Would an electrified BMW M3 be a good idea?

BMW M3 | December 20th, 2015 by 9
Dakar Yellow BMW M3 for sale 2 750x500

We all know that automakers are in a bit of a struggle to keep emissions down and fuel economy up, as government regulations across the …

We all know that automakers are in a bit of a struggle to keep emissions down and fuel economy up, as government regulations across the globe are getting stricter every day. The polar bears are losing their homes and it seems as if the blame falls solely on the gas-sucking automobile, if you listen to Prius drivers. So BMW, as well as many other automakers, has been working incredibly hard to do its part as an environmentally conscious company by planning to create plug-in hybrid variants of every model in its lineup. And it’s very possible that the this plan could make its way to the famous M Division.

Dakar Yellow BMW M3 for sale 3 750x500

If this were to happen, and a BMW M3 or M4 were to become hybridized, the M faithful would be up in arms. BMW M fans would rebel against the blue and white for creating such a heretical vehicle. This is obvious, though, as BMW purists have always rebelled against any sort of change for the M3. As it got heavier with every iteration since the E30, fans groaned. When it gained a V8, with the E90/E92 M3, purists bemoaned its lack of inline-six and extra heft. Now fans miss the E46 and the E9x’s glorious 4.0 liter V8. When the F80 BMW M3 debuted, fans were up in arms about the M3’s new turbocharged nature. However, if BMW were to go hybrid with the next M3, fans would reminisce about the F80’s turbocharged engine and its “purity”.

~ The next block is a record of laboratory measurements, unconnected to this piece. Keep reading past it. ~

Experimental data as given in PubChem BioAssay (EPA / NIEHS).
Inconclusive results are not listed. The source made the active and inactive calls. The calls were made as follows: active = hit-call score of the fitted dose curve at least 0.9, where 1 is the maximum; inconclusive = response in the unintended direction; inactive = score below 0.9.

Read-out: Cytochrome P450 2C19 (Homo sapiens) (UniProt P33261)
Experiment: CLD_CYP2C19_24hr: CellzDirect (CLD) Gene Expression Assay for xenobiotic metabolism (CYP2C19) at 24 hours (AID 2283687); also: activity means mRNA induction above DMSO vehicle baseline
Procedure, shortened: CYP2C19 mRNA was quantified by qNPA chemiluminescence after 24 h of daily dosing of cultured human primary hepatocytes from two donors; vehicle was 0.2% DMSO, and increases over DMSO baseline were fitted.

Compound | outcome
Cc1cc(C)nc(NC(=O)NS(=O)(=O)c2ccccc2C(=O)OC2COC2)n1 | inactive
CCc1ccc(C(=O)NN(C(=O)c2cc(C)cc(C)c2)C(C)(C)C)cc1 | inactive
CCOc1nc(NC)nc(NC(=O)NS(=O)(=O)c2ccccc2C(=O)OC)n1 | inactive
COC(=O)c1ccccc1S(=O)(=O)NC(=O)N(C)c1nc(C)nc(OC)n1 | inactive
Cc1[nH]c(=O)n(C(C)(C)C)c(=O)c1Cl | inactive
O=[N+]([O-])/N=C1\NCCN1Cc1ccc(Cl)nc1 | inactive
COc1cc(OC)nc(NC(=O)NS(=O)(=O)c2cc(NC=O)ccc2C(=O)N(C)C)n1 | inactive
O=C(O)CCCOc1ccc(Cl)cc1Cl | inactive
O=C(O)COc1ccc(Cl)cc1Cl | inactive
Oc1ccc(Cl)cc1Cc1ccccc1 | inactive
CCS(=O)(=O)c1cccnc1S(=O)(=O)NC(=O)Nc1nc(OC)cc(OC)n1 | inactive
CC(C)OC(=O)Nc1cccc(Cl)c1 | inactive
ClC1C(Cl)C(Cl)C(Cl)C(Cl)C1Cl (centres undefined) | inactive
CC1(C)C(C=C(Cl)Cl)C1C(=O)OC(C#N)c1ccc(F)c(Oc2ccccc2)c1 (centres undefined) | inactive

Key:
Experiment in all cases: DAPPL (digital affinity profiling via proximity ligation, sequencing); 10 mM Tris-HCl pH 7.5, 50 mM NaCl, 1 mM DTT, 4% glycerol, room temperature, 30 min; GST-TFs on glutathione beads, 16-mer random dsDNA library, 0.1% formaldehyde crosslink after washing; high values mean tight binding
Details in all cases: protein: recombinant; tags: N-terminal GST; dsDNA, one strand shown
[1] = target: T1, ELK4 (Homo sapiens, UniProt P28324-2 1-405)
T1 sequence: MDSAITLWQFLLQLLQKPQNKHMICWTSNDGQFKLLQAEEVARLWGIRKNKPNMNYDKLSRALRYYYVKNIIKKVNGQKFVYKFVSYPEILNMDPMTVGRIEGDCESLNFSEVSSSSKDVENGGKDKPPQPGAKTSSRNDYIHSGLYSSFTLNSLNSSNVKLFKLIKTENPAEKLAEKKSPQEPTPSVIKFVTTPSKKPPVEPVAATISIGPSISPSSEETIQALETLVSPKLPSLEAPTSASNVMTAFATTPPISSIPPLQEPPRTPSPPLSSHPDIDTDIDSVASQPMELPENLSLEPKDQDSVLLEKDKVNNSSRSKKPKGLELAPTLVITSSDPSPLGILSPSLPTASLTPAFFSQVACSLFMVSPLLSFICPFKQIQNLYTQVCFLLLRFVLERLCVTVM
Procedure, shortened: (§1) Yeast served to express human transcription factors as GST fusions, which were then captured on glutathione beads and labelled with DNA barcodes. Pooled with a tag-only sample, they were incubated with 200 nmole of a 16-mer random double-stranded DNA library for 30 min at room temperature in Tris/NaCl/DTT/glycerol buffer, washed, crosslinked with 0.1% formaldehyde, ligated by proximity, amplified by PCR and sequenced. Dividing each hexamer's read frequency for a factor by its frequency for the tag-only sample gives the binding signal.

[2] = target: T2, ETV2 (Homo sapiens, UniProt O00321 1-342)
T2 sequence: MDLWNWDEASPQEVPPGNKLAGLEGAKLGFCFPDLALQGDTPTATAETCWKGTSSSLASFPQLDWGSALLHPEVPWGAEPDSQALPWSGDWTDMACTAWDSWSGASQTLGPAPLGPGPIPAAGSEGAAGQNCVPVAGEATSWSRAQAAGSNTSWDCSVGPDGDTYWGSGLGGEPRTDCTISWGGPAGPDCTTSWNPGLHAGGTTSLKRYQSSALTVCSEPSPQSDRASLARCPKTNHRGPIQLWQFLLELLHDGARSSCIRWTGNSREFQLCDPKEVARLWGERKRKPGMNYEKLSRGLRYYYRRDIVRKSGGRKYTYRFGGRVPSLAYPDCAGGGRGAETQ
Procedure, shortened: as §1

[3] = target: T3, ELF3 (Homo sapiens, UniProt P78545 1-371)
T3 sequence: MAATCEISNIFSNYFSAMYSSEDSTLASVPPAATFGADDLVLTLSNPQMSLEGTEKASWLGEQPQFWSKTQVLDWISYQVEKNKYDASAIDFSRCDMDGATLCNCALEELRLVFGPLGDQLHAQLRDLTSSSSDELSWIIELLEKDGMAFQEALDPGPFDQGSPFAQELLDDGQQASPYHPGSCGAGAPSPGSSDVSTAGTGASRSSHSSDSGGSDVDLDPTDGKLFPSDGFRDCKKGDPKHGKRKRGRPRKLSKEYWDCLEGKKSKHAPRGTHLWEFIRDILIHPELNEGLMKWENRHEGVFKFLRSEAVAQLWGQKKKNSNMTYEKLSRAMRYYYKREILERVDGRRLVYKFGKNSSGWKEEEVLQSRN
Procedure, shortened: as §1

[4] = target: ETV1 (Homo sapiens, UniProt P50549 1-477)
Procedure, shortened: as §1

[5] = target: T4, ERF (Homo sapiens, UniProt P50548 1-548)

But would any hate for a hybrid M3 actually be warranted? Or should the idea of a hybrid M3 be embraced?

Well, it’s actually quite an interesting idea, having a hybrid BMW M3, with some good points on either side of the argument. One one hand, the BMW M3 is a sort of purists car, something that prioritizes fun, feel and handling dynamics above all things. So the idea of adding an electric motor and big, heavy batteries is something that will deeply bother many BMW fans. Being that batteries and electric motors are so heavy, they could cause something as dynamic as an M3 to become a bit sloppier in the twisty stuff. Also, the idea of features like an EV mode and regenerative braking in an M3 is not a very enticing one.

2015 BMW i8 Test Drive 1900x1200 4 750x500

Plug-In Hybrid BMW i8

However, there is a flip side to the argument. And that flip side is actually a car in BMW’s current stable — the BMW i8. The i8 proves that hybrid sports cars can still be incredibly fun, if done properly. While batteries are very heavy, BMW can offset that weight by using carbon fiber construction, as it does on the i8 which only weighs 3,400 lbs, making the i8 even lighter than the current BMW M3. So BMW could develop a hybrid M3 to not have a weight penalty because of the hybrid powertrain.

Then there’s the power and performance gains from a hybrid powertrain. Electric motors provide power and torque instantaneously, which massively benefits turbocharged engines. As the turbos wait to fully spool, there’s always a bit of turbo lag, even if it’s minute. An electric motor’s instant torque completely eliminates that lag, giving turbocharged engines a more linear powerband and sharper throttle response. The BMW i8 has an uncanny ability to rocket out of corners faster than most sports cars, despite its three-cylinder engine, thanks to its low-range torque.

Laguna Seca Blue BMW M3 Modded At European Auto Source